09/09/2016 5:43PM

Ultra Brat overcomes sluggish start to win turf debut in Christiecat

Adam Coglianese/NYRA
Ultra Brat, with Joel Rosario aboard, leads a one-two finish for trainer Graham Motion in the Christiecat Stakes for 3-year-old fillies.

ELMONT, N.Y. - Graham Motion had a good feeling that Ultra Brat would handle the turf. After all, progeny of Uncle Mo seem to handle just about anything.

Motion wasn’t feeling quite as good when he saw Ultra Brat last of 10 down the backside in the early stages of Friday’s $100,000 Christiecat Stakes on opening day at Belmont Park.

“Down the backside I thought ‘What the heck happened?,’ she’s kind of a fast filly,” Motion said from Maryland, where he watched the race on television.

According to jockey Joel Rosario, what happened was Ultra Brat broke slowly. But she finished extremely fast, rolling down the center of the Belmont inner turf course to get up in the final strides and beat stablemate Miss Katie Mae by a neck. It was a half-length back to Ava’s Kitten, the 8-5 favorite, in third.

The result gave Motion a one-two finish in the Christiecat, a race he won last year with Miss Ella, when rain forced the race off the turf.

As she was making her first start on turf and hadn’t run very fast previously, Ultra Brat went off at odds of 22-1, returning $47 to win and keying a Motion exacta that returned $258.50.

Ultra Brat hadn’t run since winning a first-level allowance on dirt at Delaware Park on July 21. Motion said he was having a difficult time finding a spot for a 3-year-old filly who wants to sprint without stepping her up too much in competition. With the Christiecat restricted to 3-year-old fillies, he felt this was a good time to try the turf.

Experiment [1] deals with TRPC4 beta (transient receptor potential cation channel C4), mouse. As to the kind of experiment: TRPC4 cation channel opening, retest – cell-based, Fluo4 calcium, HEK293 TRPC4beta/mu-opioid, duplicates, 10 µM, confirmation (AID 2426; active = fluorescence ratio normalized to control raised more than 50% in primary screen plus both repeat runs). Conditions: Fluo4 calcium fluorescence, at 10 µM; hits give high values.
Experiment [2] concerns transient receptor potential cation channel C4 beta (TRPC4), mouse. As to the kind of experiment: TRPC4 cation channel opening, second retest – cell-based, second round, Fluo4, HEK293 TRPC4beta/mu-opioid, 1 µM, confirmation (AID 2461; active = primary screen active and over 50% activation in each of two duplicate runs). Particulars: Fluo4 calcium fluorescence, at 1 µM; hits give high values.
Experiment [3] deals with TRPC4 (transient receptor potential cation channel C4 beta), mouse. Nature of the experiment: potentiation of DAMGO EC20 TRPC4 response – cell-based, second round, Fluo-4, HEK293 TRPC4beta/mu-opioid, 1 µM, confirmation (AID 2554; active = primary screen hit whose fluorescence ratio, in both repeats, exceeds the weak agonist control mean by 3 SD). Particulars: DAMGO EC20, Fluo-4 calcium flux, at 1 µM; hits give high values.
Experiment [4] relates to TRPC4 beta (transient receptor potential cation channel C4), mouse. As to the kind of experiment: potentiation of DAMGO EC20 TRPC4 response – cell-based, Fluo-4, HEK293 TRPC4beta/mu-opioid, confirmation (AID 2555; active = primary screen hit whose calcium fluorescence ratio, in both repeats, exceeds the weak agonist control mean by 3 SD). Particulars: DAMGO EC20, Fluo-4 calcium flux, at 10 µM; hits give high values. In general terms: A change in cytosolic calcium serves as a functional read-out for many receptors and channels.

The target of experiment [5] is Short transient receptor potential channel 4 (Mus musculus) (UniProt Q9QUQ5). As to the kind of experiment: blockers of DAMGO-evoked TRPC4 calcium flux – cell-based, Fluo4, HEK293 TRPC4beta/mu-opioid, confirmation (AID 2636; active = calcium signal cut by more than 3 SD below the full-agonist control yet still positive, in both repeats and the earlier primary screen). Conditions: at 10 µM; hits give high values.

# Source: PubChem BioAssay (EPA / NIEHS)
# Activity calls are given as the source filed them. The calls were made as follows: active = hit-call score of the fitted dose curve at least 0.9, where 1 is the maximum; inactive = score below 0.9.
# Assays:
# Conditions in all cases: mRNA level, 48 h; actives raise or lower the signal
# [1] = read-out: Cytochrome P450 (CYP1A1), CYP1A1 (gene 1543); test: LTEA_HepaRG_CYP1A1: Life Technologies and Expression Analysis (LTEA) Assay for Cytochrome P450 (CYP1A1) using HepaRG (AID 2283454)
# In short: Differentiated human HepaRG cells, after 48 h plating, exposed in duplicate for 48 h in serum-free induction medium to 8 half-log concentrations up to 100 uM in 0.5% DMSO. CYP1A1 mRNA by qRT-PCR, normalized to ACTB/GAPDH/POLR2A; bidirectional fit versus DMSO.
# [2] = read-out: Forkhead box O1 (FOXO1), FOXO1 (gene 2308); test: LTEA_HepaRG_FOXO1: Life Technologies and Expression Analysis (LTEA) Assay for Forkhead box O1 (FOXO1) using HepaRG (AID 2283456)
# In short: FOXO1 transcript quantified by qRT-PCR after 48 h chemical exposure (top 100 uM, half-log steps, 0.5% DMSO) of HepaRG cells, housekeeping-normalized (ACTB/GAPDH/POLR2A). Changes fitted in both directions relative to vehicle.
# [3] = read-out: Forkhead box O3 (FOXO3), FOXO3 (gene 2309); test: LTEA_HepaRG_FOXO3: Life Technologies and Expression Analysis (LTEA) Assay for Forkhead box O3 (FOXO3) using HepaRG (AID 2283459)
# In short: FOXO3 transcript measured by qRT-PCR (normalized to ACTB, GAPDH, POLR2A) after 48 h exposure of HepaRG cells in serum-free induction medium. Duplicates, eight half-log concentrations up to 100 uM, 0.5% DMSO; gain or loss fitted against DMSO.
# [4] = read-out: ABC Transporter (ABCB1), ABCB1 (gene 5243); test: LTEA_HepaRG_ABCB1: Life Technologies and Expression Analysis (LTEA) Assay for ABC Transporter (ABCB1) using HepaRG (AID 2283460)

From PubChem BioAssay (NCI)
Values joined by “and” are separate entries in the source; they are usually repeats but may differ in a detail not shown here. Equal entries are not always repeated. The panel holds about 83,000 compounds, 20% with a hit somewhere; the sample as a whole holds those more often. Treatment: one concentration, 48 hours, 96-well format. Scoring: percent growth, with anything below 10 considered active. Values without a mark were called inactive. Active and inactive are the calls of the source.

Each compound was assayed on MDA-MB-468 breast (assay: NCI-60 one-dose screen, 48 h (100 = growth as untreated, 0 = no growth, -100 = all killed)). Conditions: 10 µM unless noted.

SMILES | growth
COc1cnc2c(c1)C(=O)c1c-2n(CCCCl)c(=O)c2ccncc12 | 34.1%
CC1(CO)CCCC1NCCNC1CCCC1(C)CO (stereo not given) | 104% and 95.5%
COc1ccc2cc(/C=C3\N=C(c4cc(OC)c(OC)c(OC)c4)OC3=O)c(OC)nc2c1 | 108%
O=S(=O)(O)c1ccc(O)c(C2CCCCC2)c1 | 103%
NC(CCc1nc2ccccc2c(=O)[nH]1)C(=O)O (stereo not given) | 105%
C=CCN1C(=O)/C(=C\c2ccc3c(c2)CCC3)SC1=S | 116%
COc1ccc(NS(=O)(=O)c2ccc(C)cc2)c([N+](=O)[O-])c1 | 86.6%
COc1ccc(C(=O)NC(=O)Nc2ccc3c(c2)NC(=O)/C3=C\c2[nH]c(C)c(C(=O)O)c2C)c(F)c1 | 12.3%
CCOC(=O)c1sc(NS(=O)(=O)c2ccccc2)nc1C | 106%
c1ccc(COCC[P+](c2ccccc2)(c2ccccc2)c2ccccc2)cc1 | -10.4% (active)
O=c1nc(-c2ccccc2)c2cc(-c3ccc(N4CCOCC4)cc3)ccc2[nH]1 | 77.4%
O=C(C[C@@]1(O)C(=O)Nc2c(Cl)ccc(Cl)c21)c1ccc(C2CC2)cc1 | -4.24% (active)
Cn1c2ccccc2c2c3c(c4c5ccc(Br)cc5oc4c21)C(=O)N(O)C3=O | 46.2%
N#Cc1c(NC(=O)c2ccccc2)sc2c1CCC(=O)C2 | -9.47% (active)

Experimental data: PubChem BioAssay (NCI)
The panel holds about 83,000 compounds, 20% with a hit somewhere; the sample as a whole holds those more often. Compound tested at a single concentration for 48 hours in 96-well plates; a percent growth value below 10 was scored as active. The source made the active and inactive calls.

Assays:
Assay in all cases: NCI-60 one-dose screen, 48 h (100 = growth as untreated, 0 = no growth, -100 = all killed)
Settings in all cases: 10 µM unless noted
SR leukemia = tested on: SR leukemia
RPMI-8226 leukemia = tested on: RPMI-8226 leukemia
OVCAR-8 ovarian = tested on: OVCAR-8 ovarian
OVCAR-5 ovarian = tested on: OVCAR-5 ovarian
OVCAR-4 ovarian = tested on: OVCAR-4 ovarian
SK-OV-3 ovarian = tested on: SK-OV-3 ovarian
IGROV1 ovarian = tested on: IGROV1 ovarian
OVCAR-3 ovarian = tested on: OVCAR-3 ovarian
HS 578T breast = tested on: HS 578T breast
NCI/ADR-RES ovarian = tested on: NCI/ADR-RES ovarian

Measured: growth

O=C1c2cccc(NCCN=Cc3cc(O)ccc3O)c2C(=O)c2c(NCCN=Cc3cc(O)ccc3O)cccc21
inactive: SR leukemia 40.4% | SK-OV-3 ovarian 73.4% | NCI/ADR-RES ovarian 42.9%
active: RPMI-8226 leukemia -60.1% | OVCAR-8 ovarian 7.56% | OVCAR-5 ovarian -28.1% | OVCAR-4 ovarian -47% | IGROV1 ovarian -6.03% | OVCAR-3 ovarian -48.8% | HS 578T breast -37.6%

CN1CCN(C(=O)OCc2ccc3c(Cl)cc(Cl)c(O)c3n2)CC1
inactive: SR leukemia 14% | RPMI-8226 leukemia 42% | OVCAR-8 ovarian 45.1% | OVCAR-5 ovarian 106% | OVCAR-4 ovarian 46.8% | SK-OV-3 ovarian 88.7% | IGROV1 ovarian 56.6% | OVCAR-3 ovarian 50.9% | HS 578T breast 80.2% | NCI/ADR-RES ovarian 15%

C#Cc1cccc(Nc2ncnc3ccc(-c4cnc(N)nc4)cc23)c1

“I’m always game to give grass a try. I’ve seen some of these Uncle Mos have run on the grass,” Motion said. “It’s hard to place a 3-year-old filly when they want to sprint. I thought in the back of my mind she’d handle it. I thought she was a little better than she showed in the morning.”

Ultra Brat had shown speed in her dirt races.  Friday, she was about 10 lengths back after an opening quarter-mile of 22.46 seconds, established by Coco as in Chanel.

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Rosario had Ultra Brat saving ground until the quarter pole, when he tipped her out wide. He had to go seven or eight wide in the stretch, but once in the clear Ultra Brat kicked in powerfully and was able to outfinish her stablemate, Miss Katie Mae, who, under John Velazquez, had split horses in midstretch and gained a short lead inside the sixteenth pole.

Ultra Brat, owned by her breeder, Alex Campbell, covered six furlongs in 1:08.07.

“I thought we were going to be closer in the race, too, but I didn’t have a good break,” Rosario said. “Right when the gate opened she kind of stepped back a little bit and she kind of missed the break. After that happened I let her settle and come with a late run.”

Motion said the manner in which Ultra Brat broke slowly caught him “completely off guard. I wish I could say I told him to do that. If I was only that smart.”

The win was third from five mounts on the card for Rosario, who also took the second on Neoclassic ($8.90) and the fourth on Mission Command ($2.90).

All-sources handle on opening day was $8,091,136, a 29.2 percent increase over last year’s figure of $6,261,269. Last year, weather forced four scheduled turf races to the main track. Ontrack handle was $964,878, a 21.3-percent increase over last year’s figure of $795,068.